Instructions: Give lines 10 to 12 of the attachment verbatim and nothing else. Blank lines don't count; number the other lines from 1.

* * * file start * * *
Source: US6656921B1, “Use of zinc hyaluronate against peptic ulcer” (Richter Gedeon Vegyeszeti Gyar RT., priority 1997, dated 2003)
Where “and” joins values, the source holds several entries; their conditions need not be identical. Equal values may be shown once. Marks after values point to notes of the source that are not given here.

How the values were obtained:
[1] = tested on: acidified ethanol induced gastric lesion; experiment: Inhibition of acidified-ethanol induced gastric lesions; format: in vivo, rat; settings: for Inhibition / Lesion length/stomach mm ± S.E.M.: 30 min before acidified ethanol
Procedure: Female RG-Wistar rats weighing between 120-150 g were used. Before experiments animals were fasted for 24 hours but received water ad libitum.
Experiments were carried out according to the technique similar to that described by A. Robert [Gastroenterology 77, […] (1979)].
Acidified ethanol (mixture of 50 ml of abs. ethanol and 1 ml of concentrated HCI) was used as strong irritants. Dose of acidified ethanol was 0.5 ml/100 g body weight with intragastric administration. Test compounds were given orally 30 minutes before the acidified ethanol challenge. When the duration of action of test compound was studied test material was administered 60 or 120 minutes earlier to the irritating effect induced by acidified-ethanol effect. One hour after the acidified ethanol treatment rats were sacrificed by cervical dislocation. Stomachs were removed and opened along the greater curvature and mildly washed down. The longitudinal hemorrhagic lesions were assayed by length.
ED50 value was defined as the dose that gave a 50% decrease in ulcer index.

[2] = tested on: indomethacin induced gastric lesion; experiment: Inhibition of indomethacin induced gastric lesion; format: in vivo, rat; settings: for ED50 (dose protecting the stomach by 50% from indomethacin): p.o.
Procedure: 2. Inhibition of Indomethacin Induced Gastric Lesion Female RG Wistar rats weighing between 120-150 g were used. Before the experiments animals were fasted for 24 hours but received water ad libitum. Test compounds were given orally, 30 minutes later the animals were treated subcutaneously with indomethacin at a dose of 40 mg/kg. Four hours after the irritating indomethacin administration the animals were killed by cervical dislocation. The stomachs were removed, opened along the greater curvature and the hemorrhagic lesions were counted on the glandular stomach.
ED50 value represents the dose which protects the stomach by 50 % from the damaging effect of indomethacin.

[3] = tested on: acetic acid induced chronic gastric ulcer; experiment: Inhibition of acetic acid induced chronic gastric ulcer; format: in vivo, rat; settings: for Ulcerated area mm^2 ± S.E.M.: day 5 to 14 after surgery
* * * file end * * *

Procedure: 2. Inhibition of Indomethacin Induced Gastric Lesion Female RG Wistar rats weighing between 120-150 g were used. Before the experiments animals were fasted for 24 hours but received water ad libitum. Test compounds were given orally, 30 minutes later the animals were treated subcutaneously with indomethacin at a dose of 40 mg/kg. Four hours after the irritating indomethacin administration the animals were killed by cervical dislocation. The stomachs were removed, opened along the greater curvature and the hemorrhagic lesions were counted on the glandular stomach.
ED50 value represents the dose which protects the stomach by 50 % from the damaging effect of indomethacin.

[3] = tested on: acetic acid induced chronic gastric ulcer; experiment: Inhibition of acetic acid induced chronic gastric ulcer; format: in vivo, rat; settings: for Ulcerated area mm^2 ± S.E.M.: day 5 to 14 after surgery